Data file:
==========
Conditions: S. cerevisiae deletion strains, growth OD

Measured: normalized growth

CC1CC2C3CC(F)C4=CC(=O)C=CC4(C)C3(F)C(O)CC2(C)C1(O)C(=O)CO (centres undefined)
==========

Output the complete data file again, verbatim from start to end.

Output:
Conditions: S. cerevisiae deletion strains, growth OD

Measured: normalized growth

CC1CC2C3CC(F)C4=CC(=O)C=CC4(C)C3(F)C(O)CC2(C)C1(O)C(=O)CO (centres undefined)